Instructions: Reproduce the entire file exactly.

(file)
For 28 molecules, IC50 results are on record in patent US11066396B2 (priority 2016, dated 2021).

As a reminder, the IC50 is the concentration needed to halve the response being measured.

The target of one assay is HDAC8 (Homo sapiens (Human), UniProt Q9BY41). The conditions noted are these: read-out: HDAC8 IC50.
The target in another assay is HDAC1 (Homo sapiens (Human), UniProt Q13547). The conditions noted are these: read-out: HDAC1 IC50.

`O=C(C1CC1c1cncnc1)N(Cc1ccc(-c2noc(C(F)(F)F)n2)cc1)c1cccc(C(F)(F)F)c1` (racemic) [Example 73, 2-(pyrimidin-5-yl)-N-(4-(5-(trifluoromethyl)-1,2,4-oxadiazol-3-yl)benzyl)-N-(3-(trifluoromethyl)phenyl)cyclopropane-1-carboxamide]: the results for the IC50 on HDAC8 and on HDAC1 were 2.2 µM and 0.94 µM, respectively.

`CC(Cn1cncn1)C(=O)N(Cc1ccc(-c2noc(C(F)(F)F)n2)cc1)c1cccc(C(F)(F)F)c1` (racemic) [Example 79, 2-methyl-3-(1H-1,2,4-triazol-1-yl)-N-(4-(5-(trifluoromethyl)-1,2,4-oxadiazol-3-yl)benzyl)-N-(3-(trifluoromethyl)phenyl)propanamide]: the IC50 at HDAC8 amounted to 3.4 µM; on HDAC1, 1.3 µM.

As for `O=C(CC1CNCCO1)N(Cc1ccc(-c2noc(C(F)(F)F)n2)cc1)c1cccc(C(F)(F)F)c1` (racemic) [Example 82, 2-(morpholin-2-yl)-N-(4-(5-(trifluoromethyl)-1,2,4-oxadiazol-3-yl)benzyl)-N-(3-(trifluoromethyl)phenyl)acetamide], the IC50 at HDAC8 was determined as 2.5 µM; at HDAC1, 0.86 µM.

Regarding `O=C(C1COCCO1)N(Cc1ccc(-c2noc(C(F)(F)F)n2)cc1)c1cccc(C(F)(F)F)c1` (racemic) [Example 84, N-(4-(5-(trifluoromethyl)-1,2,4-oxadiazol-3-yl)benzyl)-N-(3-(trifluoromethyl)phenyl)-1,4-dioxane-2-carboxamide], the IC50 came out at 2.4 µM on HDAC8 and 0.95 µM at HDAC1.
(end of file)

For 28 molecules, IC50 results are on record in patent US11066396B2 (priority 2016, dated 2021).

As a reminder, the IC50 is the concentration needed to halve the response being measured.

The target of one assay is HDAC8 (Homo sapiens (Human), UniProt Q9BY41). The conditions noted are these: read-out: HDAC8 IC50.
The target in another assay is HDAC1 (Homo sapiens (Human), UniProt Q13547). The conditions noted are these: read-out: HDAC1 IC50.

`O=C(C1CC1c1cncnc1)N(Cc1ccc(-c2noc(C(F)(F)F)n2)cc1)c1cccc(C(F)(F)F)c1` (racemic) [Example 73, 2-(pyrimidin-5-yl)-N-(4-(5-(trifluoromethyl)-1,2,4-oxadiazol-3-yl)benzyl)-N-(3-(trifluoromethyl)phenyl)cyclopropane-1-carboxamide]: the results for the IC50 on HDAC8 and on HDAC1 were 2.2 µM and 0.94 µM, respectively.

`CC(Cn1cncn1)C(=O)N(Cc1ccc(-c2noc(C(F)(F)F)n2)cc1)c1cccc(C(F)(F)F)c1` (racemic) [Example 79, 2-methyl-3-(1H-1,2,4-triazol-1-yl)-N-(4-(5-(trifluoromethyl)-1,2,4-oxadiazol-3-yl)benzyl)-N-(3-(trifluoromethyl)phenyl)propanamide]: the IC50 at HDAC8 amounted to 3.4 µM; on HDAC1, 1.3 µM.

As for `O=C(CC1CNCCO1)N(Cc1ccc(-c2noc(C(F)(F)F)n2)cc1)c1cccc(C(F)(F)F)c1` (racemic) [Example 82, 2-(morpholin-2-yl)-N-(4-(5-(trifluoromethyl)-1,2,4-oxadiazol-3-yl)benzyl)-N-(3-(trifluoromethyl)phenyl)acetamide], the IC50 at HDAC8 was determined as 2.5 µM; at HDAC1, 0.86 µM.

Regarding `O=C(C1COCCO1)N(Cc1ccc(-c2noc(C(F)(F)F)n2)cc1)c1cccc(C(F)(F)F)c1` (racemic) [Example 84, N-(4-(5-(trifluoromethyl)-1,2,4-oxadiazol-3-yl)benzyl)-N-(3-(trifluoromethyl)phenyl)-1,4-dioxane-2-carboxamide], the IC50 came out at 2.4 µM on HDAC8 and 0.95 µM at HDAC1.